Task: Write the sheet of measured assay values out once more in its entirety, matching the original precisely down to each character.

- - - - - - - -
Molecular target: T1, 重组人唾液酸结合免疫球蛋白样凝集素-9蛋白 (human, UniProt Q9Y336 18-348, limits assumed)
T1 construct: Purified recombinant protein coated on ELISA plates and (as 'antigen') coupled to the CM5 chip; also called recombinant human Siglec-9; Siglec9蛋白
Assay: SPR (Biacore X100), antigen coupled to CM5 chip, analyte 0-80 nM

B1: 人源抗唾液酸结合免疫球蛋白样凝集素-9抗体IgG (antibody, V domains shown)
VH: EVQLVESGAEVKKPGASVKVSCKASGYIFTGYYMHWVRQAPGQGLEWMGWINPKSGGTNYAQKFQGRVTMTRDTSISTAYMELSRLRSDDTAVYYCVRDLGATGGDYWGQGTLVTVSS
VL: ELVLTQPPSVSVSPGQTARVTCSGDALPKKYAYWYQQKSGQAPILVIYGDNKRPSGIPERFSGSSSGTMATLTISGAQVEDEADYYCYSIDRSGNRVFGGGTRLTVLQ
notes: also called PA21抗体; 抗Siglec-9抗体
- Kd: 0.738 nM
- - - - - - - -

Molecular target: T1, 重组人唾液酸结合免疫球蛋白样凝集素-9蛋白 (human, UniProt Q9Y336 18-348, limits assumed)
T1 construct: Purified recombinant protein coated on ELISA plates and (as 'antigen') coupled to the CM5 chip; also called recombinant human Siglec-9; Siglec9蛋白
Assay: SPR (Biacore X100), antigen coupled to CM5 chip, analyte 0-80 nM

B1: 人源抗唾液酸结合免疫球蛋白样凝集素-9抗体IgG (antibody, V domains shown)
VH: EVQLVESGAEVKKPGASVKVSCKASGYIFTGYYMHWVRQAPGQGLEWMGWINPKSGGTNYAQKFQGRVTMTRDTSISTAYMELSRLRSDDTAVYYCVRDLGATGGDYWGQGTLVTVSS
VL: ELVLTQPPSVSVSPGQTARVTCSGDALPKKYAYWYQQKSGQAPILVIYGDNKRPSGIPERFSGSSSGTMATLTISGAQVEDEADYYCYSIDRSGNRVFGGGTRLTVLQ
notes: also called PA21抗体; 抗Siglec-9抗体
- Kd: 0.738 nM